John The Bookmaker Scandal

Graeme
By
Posted: April 17, 2016


A bookie (sometimes called bookmaker or even turf accountant) is a person, or a group of people, who takes bets at odds that have been agreed upon by the people involved, most focus mainly on sports. Their aim is to shift the odds in their favor, to make money off the people that they are taking bets from in a number of ways. They can have a point spread or changing the odds to benefit them. They also try to gather bets spread evenly to cover all possible outcomes, or to get the bets that are placed to be proportional to the odds.

During the 1994 Singer World Series tournament, Mark Waugh was approached by an Indian man who told him his name was “John”, with no surname. He wanted information about pitch, weather, and specific information about how the teams would adapt to weather conditions, and in exchange for these details, he would pay Waugh $4,000. He received money until the end of Australian’s summer in 1995. It is through Waugh that “John” was introduced to Shane Warne. They kept their meetings with John to themselves, leaving their team out of it due to the fact that they thought their team would not approve their dealings with a bookie. And they also felt that their dealings with said bookie did not interfere with their play (or their team’s chances in the tournament) on the field. Warne talked to John three times, and Waugh kept on giving information about weather to him.

“John the Bookmaker” (sometimes referred to as simply “John”) is a man, who in 1994 and 1995 paid two cricket players from Australia (Shane Warne and Mark Waugh) to give him important information pertaining to the condition of the pitches and weather.

Depending on the weather, the pitch could be better for the bowler, but other times will be better for the batter. Sometimes the field conditions are fickle and could change during the game. Therefore, it is important, when gambling on cricket, to know these things. You would need to know such things like, what players may be used, how would the team respond and plan based on the weather, some players’s skills are different suited to these changing conditions.

The players did not give out any information about more specific things pertaining to specific strategies, or what the teams might do in adapting to the conditions on the field.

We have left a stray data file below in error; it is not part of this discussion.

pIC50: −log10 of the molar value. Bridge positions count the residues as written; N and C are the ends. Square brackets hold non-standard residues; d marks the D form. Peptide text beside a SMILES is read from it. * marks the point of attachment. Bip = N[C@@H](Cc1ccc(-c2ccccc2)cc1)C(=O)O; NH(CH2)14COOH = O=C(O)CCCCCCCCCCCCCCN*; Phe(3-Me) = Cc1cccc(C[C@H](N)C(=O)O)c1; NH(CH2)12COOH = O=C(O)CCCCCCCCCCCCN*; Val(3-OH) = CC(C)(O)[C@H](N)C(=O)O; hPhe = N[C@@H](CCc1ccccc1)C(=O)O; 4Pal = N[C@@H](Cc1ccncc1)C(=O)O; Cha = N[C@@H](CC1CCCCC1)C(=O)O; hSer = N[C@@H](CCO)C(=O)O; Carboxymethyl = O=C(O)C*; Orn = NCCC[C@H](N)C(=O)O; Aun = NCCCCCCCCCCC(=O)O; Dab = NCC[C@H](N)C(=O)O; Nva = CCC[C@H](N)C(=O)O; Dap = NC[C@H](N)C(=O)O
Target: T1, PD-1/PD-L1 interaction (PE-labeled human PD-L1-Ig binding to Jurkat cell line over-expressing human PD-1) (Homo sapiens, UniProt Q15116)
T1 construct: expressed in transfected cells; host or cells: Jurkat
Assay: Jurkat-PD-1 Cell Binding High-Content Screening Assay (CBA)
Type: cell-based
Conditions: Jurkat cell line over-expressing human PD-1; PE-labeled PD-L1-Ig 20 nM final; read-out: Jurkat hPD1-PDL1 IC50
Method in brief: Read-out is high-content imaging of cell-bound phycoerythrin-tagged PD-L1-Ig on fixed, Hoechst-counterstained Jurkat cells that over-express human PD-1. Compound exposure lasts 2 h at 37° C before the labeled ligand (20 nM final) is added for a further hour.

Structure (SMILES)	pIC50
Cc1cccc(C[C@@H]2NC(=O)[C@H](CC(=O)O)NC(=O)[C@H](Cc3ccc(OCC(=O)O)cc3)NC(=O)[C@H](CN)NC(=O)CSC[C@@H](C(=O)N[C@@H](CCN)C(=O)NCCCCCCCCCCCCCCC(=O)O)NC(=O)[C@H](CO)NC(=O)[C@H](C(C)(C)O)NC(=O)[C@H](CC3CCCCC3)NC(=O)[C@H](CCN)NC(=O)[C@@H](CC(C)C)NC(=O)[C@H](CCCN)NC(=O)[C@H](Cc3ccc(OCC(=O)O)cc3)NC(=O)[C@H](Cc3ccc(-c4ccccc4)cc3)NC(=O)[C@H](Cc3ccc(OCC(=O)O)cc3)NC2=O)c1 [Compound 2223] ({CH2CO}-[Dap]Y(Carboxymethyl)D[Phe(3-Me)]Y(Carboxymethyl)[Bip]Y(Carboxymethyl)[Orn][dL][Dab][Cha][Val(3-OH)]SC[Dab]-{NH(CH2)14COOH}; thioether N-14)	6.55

Another scandal involving cricket happened in the 1990s, and the Australian Cricket Board decided that it would be enough to simply to deal with it in private and bury the scandal. Warne and Waugh had accused a Pakistani captain Malik of losing matches in exchange for money. This scandal, and their involvement was not found out until three years later, after the ACB reported it to the ICC (International Cricket Council). At the time, they were fined, in private, after they admitted to what is now Cricket Australia. The two players, and the ACB got a lot of flak from both the press and public for covering up the problem instead of dealing with it. Waugh’s first at-bat after the news broke, was met with hostility.

The Pakistan cricket league was rife with controversy due to their own corruption inside cricket and they called Waugh and Wanre to testify to try to put a stop to it. They said that any of the games they were bribed to play badly in were games that they did very well in.

In the first half of 1995, parts of their interactions with so-called John started to leak out to the media. It came to light that a third player, Tim May, was bribed by a Pakistani player (who was later identified as Saleem Malik) to throw matches while Australia was touring the country in late 1994, after the Singer Trophy.

The media’s talking about bookies talking to cricketeers got the ACB interested in seeing if there were any players talking to bookies; they launched a private investigation into the matter. A journalist received an anonymous letter that said Waugh and Warne were supplying details for money. The two would write out their admissions. For their parts in the scandal, they were fined A$10,000 (Waugh) and A$8,000 (Warne), at the time these were the biggest fines given to any cricket player.

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